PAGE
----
De Anda was an oidor or member judge of the Audiencia Real (Spain’s appellate court in its colonies/overseas provinces) when the British, on account of the Seven Years’ War, invaded Filipinas in 1762. While many high-ranking government officials, including then interim governor-general and Archbishop Manuel Rojo del Río, already surrendered to the invaders, de Anda and his followers refused to do so. Instead, he established a new Spanish base in Bacolor, Pampanga and from there launched the country’s first ever guerrilla resistance against the British. He thus proved to be a big thorn on the side of the British until the latter left two years later.

During those tumultuous two years under the British, de Anda made no promises and neither did he leave Filipinas. He stuck it out with Filipinos through thick and thin and gave the enemy an armed resistance that they more than deserved. But “Dugout Doug” was all drama when he said “I shall return”, leaving the Filipinos to fend for themselves against the Japs. And when he did return, it was a disaster: the death of Intramuros, the heart and soul of the country.

If there was anything good that came out from 2013’s destructive Typhoon Yolanda, it was the damage done to that memorial park at Red Beach. When it comes to WWII commemorations, even the forces of nature know which monument has no historical value.


Today in Filipino History: execution of Wenceslao Vinzons

TODAY IN FILIPINO HISTORY – 15 July 1942: Wenceslao Vinzons, Filipino politician and one of the leaders of the armed resistance against the Japanese invasion and occupation of Filipinas during World War II, was bayoneted to death by the Imperial Japanese Army (IJA) for refusing to cooperate with them. Executed together with him was his father Gabino, his wife Liwayway, his sister Milagros, and children Aurora and Alexander (both of which were below 10 years of age).

Wenceslao Vinzons 2010 stamp of the Philippines.jpg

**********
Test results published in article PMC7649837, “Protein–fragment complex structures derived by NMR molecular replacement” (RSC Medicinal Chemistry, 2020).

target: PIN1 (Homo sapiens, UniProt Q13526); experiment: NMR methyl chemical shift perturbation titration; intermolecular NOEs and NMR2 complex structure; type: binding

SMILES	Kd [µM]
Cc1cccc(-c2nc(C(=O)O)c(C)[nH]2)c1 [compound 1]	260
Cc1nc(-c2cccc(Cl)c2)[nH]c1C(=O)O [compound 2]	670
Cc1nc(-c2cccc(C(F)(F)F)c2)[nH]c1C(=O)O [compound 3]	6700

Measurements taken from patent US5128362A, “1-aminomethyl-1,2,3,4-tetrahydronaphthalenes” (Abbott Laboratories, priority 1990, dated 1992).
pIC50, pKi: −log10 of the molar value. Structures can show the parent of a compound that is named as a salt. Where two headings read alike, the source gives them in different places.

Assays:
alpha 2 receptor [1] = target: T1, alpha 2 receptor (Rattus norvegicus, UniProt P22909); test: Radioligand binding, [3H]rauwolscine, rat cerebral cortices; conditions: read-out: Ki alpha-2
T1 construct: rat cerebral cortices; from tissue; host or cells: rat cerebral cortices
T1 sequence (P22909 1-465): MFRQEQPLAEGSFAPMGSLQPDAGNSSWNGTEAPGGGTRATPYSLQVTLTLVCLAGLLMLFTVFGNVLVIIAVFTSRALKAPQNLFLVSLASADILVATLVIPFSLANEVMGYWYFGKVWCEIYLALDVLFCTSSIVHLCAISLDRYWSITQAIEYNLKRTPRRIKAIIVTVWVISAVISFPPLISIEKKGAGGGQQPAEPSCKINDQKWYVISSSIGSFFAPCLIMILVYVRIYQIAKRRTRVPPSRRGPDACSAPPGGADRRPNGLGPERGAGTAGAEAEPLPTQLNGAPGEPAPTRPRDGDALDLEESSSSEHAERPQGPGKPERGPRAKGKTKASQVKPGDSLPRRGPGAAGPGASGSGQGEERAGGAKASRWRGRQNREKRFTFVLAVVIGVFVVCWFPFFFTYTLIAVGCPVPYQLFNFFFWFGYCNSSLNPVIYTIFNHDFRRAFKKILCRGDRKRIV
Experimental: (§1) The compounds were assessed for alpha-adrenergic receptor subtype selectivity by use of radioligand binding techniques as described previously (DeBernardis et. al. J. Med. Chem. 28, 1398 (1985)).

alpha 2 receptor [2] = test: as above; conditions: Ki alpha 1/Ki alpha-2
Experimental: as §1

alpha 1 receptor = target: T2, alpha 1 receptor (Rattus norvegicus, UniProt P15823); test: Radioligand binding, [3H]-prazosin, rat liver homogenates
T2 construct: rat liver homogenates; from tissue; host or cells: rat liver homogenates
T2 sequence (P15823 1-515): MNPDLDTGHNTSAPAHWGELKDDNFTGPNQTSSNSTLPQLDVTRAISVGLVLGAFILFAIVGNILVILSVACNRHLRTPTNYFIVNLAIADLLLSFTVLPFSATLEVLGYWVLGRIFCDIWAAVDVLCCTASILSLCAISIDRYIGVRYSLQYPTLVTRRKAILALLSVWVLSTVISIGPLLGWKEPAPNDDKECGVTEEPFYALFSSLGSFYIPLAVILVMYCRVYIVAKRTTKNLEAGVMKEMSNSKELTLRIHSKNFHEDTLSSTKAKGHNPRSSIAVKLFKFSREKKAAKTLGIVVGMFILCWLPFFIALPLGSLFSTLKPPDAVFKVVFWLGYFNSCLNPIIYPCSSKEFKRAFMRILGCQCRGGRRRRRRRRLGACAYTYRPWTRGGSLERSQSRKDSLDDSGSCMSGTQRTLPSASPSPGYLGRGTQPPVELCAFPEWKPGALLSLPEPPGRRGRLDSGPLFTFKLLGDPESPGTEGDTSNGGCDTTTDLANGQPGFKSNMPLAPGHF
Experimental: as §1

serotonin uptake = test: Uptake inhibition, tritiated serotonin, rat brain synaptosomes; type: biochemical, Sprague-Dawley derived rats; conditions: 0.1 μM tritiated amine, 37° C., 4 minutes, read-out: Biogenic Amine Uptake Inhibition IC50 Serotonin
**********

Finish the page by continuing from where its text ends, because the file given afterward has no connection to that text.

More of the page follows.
Vinzons was born in the town of Indán, Camarines Norte on 28 September 1910. He took up law at the University of the Philippines College of Law and placed third in the bar examinations of 1933. While in UP, he became a member of the Upsilon Sigma Phi, the oldest Greek-letter organization and fraternity in Asia. He became president of the student council and editor-in-chief as well of the Philippine Collegian.

After graduation, Vinzons, along with Narciso J. Alegre and Arturo M. Tolentino (future senator and Vice President to strongman Ferdinand Marcos) founded the Young Philippines Party, a political party which actively campaigned for the independence of Filipinas against U.S. occupation. In 1934, after the passage of the Tydings–McDuffie Act which laid the groundwork for independence, Vinzons successfully sought election as a delegate representing his home province to the 1935 Constitutional Convention. At 24, he was the youngest delegate as well as the youngest signer of the 1935 Constitution.

In 1940, he was elected governor of his province. The following year, he successfully ran for election to the National Assembly (forerunner of today’s House of Representatives), representing the lone district of Camarines Norte. His service in the legislature, however, was short-lived due to the Japanese invasion of Filipinas in December 1941.